India has witnessed strong empirical co-relationships between ethnic and religious sectarian groups and the demands for a secessionist act.[iv] India is a democratic country that derives its powers from the constitution. The constitution being the supreme source[v] any act, provision, or enforcement that transgresses it will not have any legal backup and will become illegitimate. India is a diverse country with different civilizations, religions, customs, languages, and ethnicities. It is common for a minority community to develop frustrations. In order to address some of these concerns Article 3[vi] of the constitution allows alteration in boundaries, renaming or even formation of a new state from an existing state. For example, Jawaharlal Nehru set up the State reorganization commission that devised a mechanism to reconstitute existing states that enabled the formation of a new state[vii] ‘Andhra Pradesh’ on a linguistic basis. Article 1[viii] of the Indian constitution talks about India as a Union of States where states are an inherent part of the nation, unlike the USA which is a federation of states. The drafting committee of the constitution made this distinction deliberately to indicate that the country is one integral whole where secession is not possible.[ix] So, the constitution entails no provision that can legally backup any secessionist act (demanding an autonomous entity) that might emerge out of this frustration. Since the act of secession does not lie within our constitutional framework, there is no legal mechanism for the states to undertake an act of secession. Any state that becomes a part of India under Part 1 of the constitution of India, will become an inalienable and integral part of the Nation. Thus, the Union once formed cannot be disintegrated constitutionally and the states are an irrevocable part of the indestructible Union[x]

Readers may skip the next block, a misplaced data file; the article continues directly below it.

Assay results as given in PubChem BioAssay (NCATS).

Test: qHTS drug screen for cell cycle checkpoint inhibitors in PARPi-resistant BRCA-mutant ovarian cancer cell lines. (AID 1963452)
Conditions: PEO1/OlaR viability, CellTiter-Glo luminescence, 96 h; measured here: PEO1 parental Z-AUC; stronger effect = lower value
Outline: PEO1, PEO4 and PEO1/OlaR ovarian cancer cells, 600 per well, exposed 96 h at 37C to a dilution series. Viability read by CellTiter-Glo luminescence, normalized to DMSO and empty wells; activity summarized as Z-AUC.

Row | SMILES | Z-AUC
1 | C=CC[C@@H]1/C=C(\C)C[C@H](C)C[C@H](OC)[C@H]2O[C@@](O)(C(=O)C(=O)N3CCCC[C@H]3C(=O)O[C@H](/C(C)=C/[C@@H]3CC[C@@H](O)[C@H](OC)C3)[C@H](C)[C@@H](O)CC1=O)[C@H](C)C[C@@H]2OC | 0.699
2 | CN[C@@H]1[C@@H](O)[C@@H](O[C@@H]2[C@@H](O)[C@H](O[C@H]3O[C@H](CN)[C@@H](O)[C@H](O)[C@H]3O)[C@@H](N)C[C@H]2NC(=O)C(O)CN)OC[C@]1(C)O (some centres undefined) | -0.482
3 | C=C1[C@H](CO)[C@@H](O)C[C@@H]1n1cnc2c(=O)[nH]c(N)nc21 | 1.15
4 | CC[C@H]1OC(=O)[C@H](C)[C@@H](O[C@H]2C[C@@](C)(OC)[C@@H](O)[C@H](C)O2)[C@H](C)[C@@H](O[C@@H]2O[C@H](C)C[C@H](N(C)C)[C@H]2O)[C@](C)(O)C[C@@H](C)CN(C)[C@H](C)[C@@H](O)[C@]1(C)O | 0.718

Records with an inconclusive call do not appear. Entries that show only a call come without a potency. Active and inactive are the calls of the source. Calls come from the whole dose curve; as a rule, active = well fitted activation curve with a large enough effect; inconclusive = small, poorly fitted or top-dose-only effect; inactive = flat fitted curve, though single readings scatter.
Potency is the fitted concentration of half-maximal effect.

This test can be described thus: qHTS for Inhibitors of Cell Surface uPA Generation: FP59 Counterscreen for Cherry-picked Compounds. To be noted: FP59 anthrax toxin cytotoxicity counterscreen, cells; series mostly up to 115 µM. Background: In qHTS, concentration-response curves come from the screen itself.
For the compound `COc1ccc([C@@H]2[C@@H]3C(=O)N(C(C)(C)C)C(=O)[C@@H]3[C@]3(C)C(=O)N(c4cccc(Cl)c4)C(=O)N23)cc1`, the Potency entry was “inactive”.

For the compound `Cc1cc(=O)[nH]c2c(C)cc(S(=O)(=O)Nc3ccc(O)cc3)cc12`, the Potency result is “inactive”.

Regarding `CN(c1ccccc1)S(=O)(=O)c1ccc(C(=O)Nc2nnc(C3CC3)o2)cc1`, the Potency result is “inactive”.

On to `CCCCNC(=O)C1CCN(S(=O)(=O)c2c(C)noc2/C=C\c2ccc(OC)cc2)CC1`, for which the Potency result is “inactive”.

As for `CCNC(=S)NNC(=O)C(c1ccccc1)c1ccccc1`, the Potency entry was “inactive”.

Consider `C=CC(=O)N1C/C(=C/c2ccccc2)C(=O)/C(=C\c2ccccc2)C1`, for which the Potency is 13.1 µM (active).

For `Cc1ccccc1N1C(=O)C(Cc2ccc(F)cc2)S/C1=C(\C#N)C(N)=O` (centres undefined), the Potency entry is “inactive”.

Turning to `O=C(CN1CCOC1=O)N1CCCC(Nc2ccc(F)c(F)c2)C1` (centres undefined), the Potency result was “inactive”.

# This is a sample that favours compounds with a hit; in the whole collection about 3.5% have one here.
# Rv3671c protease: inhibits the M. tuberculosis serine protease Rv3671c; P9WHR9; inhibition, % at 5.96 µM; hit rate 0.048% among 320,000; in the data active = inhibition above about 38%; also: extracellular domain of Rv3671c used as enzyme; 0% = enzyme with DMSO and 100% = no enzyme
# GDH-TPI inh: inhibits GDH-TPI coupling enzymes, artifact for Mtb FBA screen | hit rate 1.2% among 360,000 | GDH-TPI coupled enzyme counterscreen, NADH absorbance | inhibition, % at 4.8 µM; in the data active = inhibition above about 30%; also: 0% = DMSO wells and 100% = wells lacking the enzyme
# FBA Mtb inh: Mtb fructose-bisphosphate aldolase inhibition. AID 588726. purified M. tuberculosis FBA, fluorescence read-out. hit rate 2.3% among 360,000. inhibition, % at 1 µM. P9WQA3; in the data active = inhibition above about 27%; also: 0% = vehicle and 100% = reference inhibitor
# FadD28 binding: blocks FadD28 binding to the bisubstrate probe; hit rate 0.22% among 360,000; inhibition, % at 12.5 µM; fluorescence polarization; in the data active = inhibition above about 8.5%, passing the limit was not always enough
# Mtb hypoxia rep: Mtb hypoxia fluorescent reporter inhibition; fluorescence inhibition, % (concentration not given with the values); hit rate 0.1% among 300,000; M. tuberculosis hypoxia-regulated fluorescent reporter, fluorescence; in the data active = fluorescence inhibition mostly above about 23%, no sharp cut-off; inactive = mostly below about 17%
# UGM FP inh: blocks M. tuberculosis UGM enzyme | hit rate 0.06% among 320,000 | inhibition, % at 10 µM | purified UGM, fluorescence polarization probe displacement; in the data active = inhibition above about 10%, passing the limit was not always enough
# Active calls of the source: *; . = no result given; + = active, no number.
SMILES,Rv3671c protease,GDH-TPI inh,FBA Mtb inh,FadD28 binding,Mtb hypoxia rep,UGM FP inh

2)   Demand For Secession In Kashmir

After the Indo-Pak partition in 1947, Kashmir emerged as a princely state ruled by Maharaja Hari Singh. Both sides initially remained neutral until Pakistan decided to invade Azad Kashmir and Gilgit Baltistan and aided their Muslim brethren in the armed rebellion.[xi] Maharaja Hari Singh signed an Instrument of Accession in 1947[xii], acceding to the Union of India.[xiii] Eventually, the presidential order of 1954,[xiv] led to the incorporation of Article 370. It although accorded Jammu and Kashmir a special autonomous status but it was incorporated in agreement with the constituent assembly which made Jammu and Kashmir a state of the Indian subcontinent. Thus, Jammu and Kashmir became an inalienable and integral part of India.

Although the demand for a plebiscite in Kashmir has been going for decades it was in the 1990s that the state witnessed an overwhelming demand for it, so much that it took a violent turn.[xv] The Plebiscite would have conferred on the citizens a right of self-determination whether to join India, Pakistan, or become independent.[xvi] The demand of the majority of locals was in favor of independence from India, which if agreed to would have meant an act of secession.[xvii] Since Jammu and Kashmir is an inalienable part of India and the constitutional framework does not permit any act of secession then the act of secession has no legal basis, thus the demand for it becomes illegitimate.